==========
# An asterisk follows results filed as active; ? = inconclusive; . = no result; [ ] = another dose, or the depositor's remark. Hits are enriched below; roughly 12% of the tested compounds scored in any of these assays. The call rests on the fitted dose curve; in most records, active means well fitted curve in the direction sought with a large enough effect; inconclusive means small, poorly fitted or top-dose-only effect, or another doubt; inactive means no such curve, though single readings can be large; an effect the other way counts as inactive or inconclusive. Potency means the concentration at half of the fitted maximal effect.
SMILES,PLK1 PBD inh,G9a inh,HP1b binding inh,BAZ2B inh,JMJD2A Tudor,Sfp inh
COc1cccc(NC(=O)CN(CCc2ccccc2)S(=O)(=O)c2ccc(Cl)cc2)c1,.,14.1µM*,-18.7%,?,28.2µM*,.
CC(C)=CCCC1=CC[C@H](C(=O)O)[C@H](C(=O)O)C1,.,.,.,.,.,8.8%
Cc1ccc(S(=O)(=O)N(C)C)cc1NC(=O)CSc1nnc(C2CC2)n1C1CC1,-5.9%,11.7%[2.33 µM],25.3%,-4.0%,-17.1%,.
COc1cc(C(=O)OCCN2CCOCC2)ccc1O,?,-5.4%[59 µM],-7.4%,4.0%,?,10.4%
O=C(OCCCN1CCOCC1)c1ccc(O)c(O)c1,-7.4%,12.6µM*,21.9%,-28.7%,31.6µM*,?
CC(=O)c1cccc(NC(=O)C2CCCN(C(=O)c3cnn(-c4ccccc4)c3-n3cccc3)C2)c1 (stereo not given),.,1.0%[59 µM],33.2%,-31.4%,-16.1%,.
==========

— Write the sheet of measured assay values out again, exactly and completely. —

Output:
# An asterisk follows results filed as active; ? = inconclusive; . = no result; [ ] = another dose, or the depositor's remark. Hits are enriched below; roughly 12% of the tested compounds scored in any of these assays. The call rests on the fitted dose curve; in most records, active means well fitted curve in the direction sought with a large enough effect; inconclusive means small, poorly fitted or top-dose-only effect, or another doubt; inactive means no such curve, though single readings can be large; an effect the other way counts as inactive or inconclusive. Potency means the concentration at half of the fitted maximal effect.
SMILES,PLK1 PBD inh,G9a inh,HP1b binding inh,BAZ2B inh,JMJD2A Tudor,Sfp inh
COc1cccc(NC(=O)CN(CCc2ccccc2)S(=O)(=O)c2ccc(Cl)cc2)c1,.,14.1µM*,-18.7%,?,28.2µM*,.
CC(C)=CCCC1=CC[C@H](C(=O)O)[C@H](C(=O)O)C1,.,.,.,.,.,8.8%
Cc1ccc(S(=O)(=O)N(C)C)cc1NC(=O)CSc1nnc(C2CC2)n1C1CC1,-5.9%,11.7%[2.33 µM],25.3%,-4.0%,-17.1%,.
COc1cc(C(=O)OCCN2CCOCC2)ccc1O,?,-5.4%[59 µM],-7.4%,4.0%,?,10.4%
O=C(OCCCN1CCOCC1)c1ccc(O)c(O)c1,-7.4%,12.6µM*,21.9%,-28.7%,31.6µM*,?
CC(=O)c1cccc(NC(=O)C2CCCN(C(=O)c3cnn(-c4ccccc4)c3-n3cccc3)C2)c1 (stereo not given),.,1.0%[59 µM],33.2%,-31.4%,-16.1%,.